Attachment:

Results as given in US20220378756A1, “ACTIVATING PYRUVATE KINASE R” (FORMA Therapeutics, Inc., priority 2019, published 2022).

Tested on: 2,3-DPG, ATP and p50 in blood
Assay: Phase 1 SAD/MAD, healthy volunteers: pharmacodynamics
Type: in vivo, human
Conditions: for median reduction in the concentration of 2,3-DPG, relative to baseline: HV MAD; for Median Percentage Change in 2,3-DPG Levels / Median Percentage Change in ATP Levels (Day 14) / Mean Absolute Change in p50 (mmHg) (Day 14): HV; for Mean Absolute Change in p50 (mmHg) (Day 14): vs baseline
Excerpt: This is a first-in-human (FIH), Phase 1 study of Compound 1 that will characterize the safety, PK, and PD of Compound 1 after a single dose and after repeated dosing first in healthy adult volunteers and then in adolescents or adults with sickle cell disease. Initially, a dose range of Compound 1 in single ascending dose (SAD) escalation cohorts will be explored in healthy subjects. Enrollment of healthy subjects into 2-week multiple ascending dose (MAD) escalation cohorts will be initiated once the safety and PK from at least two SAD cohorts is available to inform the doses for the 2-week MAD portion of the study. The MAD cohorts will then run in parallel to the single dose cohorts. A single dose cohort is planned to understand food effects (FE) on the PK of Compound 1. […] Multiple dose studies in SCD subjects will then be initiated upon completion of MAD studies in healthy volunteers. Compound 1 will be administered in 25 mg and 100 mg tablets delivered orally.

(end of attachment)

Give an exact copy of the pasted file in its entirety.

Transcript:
Results as given in US20220378756A1, “ACTIVATING PYRUVATE KINASE R” (FORMA Therapeutics, Inc., priority 2019, published 2022).

Tested on: 2,3-DPG, ATP and p50 in blood
Assay: Phase 1 SAD/MAD, healthy volunteers: pharmacodynamics
Type: in vivo, human
Conditions: for median reduction in the concentration of 2,3-DPG, relative to baseline: HV MAD; for Median Percentage Change in 2,3-DPG Levels / Median Percentage Change in ATP Levels (Day 14) / Mean Absolute Change in p50 (mmHg) (Day 14): HV; for Mean Absolute Change in p50 (mmHg) (Day 14): vs baseline
Excerpt: This is a first-in-human (FIH), Phase 1 study of Compound 1 that will characterize the safety, PK, and PD of Compound 1 after a single dose and after repeated dosing first in healthy adult volunteers and then in adolescents or adults with sickle cell disease. Initially, a dose range of Compound 1 in single ascending dose (SAD) escalation cohorts will be explored in healthy subjects. Enrollment of healthy subjects into 2-week multiple ascending dose (MAD) escalation cohorts will be initiated once the safety and PK from at least two SAD cohorts is available to inform the doses for the 2-week MAD portion of the study. The MAD cohorts will then run in parallel to the single dose cohorts. A single dose cohort is planned to understand food effects (FE) on the PK of Compound 1. […] Multiple dose studies in SCD subjects will then be initiated upon completion of MAD studies in healthy volunteers. Compound 1 will be administered in 25 mg and 100 mg tablets delivered orally.